For the slip models of the two nodal planes, we found that they both show a good fit with the observed coseismic displacements (Figs. 8 and 9). Both the northeast and southdipping fault models gave the root mean square (RMS) of the residuals of approximately 0.75 cm for the ascending and descending ALOS2 datasets and approximately 0.35 cm for the ascending and descending Sentinel1A datasets, resulting in the average RMS residuals of 0.53 cm and 0.55 cm for the northeast and southdipping fault models, respectively (Table 3). The fitting was hence slightly better for the northeastdipping fault model.
Since the strike of the southdipping fault deviates from the strike of the nearby mapped active fault traces (Fig. 1), we also conducted another inversion assuming a southwestdipping fault with the strike fixed to those of the mapped active faults in the region to examine whether this assumed fault strike would give an acceptable fit with the observed coseismic displacements. The results of this inversion indicated systematic residual patterns (Fig. 10) and a larger RMS residual (Table 3), which led us to conclude that this southwestdipping fault is unlikely.
Discussion
Fault dipping direction
The inversion results were consistent with the reported focal mechanisms of USGS, GCMT and IRSC (Table 3), either dextralreverse rupture on a northeastdipping fault or a sinistralreverse rupture on a southdipping fault. In our results, the northeastdipping fault model had a smaller residual (0.53 cm) and was more consistent with the strikes of the mapped active faults in the region (Fig. 6a). The southwestdipping fault model fixing the strike to the mapped active faults in the region had a larger RMS residual (0.68 cm) and gave systematic residual patterns (Fig. 10).
We also recognized that the aftershocks were more consistent with the strike and dip angles of the northeastdipping fault model (Fig. 6e), although the aftershocks were systematically deeper than the fault plane determined by the inversion. Further, the strike of the northeastdipping fault model was parallel to the mapped active faults in the region.
From the above reasons, the 2017 Sefid Sang earthquake likely ruptured a northeastdipping fault. It can also be said that determining the dipping direction of a blind reverse (or normal) fault using InSAR data alone, even with multiple observation directions, is challenging at least with today’s InSAR measurement accuracy. As we notice in the modeled interferograms in Figs. 8 and 9, the fringe patterns to the north and to the south of the bull’seye patterns are quite different for the northeast and southdipping fault models. In a future, when more effective mitigation of the atmospheric noise is realized, we will perhaps be able to determine the dipping direction of the blind faults using (atmosphericnoise free) InSAR data alone.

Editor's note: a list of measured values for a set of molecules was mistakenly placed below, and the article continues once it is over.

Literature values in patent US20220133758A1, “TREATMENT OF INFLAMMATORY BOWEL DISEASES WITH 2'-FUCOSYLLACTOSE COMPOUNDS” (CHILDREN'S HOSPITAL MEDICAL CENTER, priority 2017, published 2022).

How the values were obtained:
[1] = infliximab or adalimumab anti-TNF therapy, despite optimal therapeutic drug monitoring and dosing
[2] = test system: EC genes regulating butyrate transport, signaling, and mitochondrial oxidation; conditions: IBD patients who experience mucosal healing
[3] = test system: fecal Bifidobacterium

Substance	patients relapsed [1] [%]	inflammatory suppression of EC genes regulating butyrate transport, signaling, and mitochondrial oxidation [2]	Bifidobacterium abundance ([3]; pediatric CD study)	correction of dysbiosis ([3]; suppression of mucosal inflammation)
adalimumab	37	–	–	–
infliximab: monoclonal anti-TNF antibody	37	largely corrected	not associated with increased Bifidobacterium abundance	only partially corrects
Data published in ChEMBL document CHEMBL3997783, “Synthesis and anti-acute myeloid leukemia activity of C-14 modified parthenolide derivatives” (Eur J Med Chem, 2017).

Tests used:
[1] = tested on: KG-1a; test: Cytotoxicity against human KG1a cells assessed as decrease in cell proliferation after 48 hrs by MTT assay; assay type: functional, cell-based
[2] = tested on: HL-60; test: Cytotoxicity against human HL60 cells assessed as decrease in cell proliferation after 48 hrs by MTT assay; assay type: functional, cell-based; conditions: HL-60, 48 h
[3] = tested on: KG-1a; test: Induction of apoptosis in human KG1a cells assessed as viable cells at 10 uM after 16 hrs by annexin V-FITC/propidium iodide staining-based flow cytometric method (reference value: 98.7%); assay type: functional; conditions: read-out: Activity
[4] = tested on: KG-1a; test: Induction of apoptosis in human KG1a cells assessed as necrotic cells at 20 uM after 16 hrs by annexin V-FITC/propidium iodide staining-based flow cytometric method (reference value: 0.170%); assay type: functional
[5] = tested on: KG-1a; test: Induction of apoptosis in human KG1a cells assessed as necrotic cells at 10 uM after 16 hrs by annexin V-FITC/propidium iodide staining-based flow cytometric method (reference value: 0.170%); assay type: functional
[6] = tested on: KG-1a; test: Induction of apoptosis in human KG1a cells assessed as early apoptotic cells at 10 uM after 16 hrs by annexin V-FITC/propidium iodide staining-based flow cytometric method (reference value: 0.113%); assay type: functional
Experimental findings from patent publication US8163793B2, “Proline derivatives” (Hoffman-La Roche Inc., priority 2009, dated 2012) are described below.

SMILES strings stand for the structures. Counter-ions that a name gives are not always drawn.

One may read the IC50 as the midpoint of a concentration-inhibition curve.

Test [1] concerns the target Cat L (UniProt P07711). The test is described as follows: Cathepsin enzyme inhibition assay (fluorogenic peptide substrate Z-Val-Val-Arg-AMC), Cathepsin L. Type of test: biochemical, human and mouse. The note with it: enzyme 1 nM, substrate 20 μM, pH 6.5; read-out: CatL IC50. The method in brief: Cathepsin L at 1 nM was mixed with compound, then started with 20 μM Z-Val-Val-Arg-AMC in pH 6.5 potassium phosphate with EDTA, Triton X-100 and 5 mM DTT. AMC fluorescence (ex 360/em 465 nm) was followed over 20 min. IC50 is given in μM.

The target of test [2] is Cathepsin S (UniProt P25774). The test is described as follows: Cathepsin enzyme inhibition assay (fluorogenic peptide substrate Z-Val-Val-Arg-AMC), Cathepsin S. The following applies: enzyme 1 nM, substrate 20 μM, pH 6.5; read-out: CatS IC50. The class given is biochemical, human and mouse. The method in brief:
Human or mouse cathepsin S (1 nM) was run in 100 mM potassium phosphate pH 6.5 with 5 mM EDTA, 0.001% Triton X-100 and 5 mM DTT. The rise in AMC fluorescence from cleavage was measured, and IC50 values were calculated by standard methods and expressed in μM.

The relative locations of aftershocks have been shown to be capable of estimating the fault dipping plane of the mainshock, if the seismic network was dense enough (e.g., Waldhauser and Ellsworth 2000; Yang et al. 2009; Yukutake and Iio 2017). The aftershock distribution, even after relocation, shows only slight preference on the northeastdipping fault (Fig. 6). Denser spatial coverage of seismic stations and usage of appropriate velocity structure models would be needed to sharpen the aftershock distribution, from which the fault dipping direction of the mainshock could be estimated with higher confidence.
Atmospheric delay correction
Atmospheric effects represent one of the major error sources of repeatpass InSAR and could mask actual displacements due to tectonic or volcanic deformation. As we discussed in the previous section, atmospheric delay corrections can be a key factor for determining the dipping direction of the fault since the spatial wavelength and pattern of the important signals for the distinction are similar to the atmospheric delay. In this study, we applied the tropospheric delay estimated by the GACOS service, which utilizes the Iterative Tropospheric Decomposition (ITD) model. Our atmospheric delay correction appeared to be effective partially, on descending interferograms, removing some atmospheric signals near the coseismic deformation consistently for both ALOS2 and Sentinel1A datasets (Fig. 3). All of the northeast, south and southwestdipping fault models without atmospheric corrections gave RMS residuals of 0.66, 0.70 and 0.82 cm, respectively, which were reduced to 0.53, 0.55 and 0.68 cm, respectively, with the atmospheric corrections.
The correction effect may have been limited by the presence of shortwavelength turbulence in GACOS products (Wang et al. 2019), which could have been the case for the ascending interferograms that appeared to show no improvements.
Seismotectonics implications
In this study, the aftershocks were systematically deeper than the fault plane determined by the inversion conducted on the InSAR data, although the aftershock distribution suggested northeastward fault dipping direction. This implies that the assumed crustal velocity in the studied area may have been systematically larger than the true value and thus may have overestimated the depth of the hypocenters.